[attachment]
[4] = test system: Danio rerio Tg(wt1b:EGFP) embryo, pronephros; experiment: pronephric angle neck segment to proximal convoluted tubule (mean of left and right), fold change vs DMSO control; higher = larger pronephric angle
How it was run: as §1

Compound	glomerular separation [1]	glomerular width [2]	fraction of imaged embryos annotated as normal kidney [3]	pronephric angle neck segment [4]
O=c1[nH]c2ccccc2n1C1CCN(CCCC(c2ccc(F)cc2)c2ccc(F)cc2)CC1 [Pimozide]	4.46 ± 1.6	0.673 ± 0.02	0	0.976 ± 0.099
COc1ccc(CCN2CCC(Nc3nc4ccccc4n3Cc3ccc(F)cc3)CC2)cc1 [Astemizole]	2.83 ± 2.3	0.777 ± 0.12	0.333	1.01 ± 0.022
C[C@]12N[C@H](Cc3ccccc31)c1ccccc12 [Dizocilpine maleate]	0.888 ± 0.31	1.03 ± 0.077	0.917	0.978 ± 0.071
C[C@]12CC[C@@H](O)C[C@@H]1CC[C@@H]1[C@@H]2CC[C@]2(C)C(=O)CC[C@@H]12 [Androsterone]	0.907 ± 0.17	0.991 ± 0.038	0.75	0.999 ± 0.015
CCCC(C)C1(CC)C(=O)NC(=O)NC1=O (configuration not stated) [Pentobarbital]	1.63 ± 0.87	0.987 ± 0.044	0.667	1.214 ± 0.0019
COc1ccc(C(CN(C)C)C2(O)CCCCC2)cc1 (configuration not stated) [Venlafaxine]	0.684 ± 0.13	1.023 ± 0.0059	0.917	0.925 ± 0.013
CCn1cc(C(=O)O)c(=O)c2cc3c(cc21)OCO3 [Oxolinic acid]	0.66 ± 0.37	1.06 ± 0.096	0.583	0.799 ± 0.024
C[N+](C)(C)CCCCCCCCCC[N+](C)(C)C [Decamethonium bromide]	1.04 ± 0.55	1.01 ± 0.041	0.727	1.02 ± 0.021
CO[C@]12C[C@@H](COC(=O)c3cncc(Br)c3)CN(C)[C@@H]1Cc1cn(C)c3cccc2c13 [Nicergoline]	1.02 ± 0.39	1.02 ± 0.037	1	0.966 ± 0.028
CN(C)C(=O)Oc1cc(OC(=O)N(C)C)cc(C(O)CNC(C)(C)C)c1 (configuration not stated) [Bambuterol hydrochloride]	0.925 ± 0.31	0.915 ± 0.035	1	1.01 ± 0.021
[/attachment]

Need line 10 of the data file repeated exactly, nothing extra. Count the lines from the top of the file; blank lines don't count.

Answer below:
CCn1cc(C(=O)O)c(=O)c2cc3c(cc21)OCO3 [Oxolinic acid]	0.66 ± 0.37	1.06 ± 0.096	0.583	0.799 ± 0.024